Additive Manufacturing: How many cycles can a batch of metal powder make before it is replaced?
The characteristics of metal powders used in additive manufacturing (AM) determine the properties of the final component. The quality of the powder is strongly influenced by its sphericity, the presence of satellites (small particles attached to the surface of larger particles) and the particle size distribution.
Spherical particles with a smooth surface have better packing and allow for denser and more homogeneous layers compared to irregularly shaped powders. The morphological characterisation of the powder is therefore essential both for the control of the raw material and for the reuse of unmelted powders in further cycles. The morphological control of metal powders therefore allows for an improvement of the additive manufacturing process efficiency and helps achieve higher quality final components.
With the automated image analyzer (Malvern Panalytical Morphologi 4), we have characterised a metal powder before use and after several additive manufacturing cycles to evaluate how the AM process changes the morphology and particle size. Figure 1 shows the morphological classification of the particles.
Figure 1. Morphological classification of unprocessed metal powder sample particles (red), after 18 cycles (green) and after 24 cycles of AM (blue)
Three morphological parameters provided by Morphologi 4 were used for the classification: Circularity, Elongation and Convexity. As the values assumed by these parameters change, the morphology of the particles changes: Circularity and Elongation help distinguish spherical particles from more elongated particles (the values vary from 0 to 1 for both parameters. Needle-shaped particles have elongation equal to 1 and circularity equal to 0, spherical particles have elongation equal to 0 and circularity equal to 1). Finally, the convexity is associated with the contour of the particle and is defined as the ratio between the perimeter of an imaginary elastic that surrounds the particle and the perimeter of the particle itself (the values vary from 0 to 1). Smooth particles will have convexity close to 1, while irregular shaped particles, such as agglomerates, or particles with a rough surface or with a presence of satellites will have lower convexity values.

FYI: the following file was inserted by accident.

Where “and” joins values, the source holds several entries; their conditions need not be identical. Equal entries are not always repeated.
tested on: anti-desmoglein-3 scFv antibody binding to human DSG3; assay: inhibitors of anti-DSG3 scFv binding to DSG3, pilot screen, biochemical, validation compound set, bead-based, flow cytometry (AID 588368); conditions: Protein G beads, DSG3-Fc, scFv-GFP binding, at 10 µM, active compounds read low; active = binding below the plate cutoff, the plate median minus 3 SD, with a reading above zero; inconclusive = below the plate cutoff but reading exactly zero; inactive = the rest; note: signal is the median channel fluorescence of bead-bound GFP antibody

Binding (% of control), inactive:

To the right of the graph are representative images of the particles contained in each class. From the classification, we can see an evident increase (% in number) of less spherical particles with more satellites and/or aggregated as the number of cycles of use increases compared to the initial sample.
As expected, the morphological change is accompanied by an increase in particle size for samples with more satellites and aggregates, as shown in Figure 2 by the particle size analysis with laser diffraction (Malvern Panalytical Mastersizer 3000).
Figure 2. Particle size distribution in volume of unprocessed metal powder sample particles (red), after 18 cycles (green) and after 24 cycles of AM (blue)
Figure 3 shows the images obtained with scanning electron microscope (Thermo Fisher Scientific Phenom Desktop SEM) of some particles contained in the three samples that confirm the shape changes found in the analysis in Morphologi.
Figure 3. SEM images of metal powder particles before and after the AM process.
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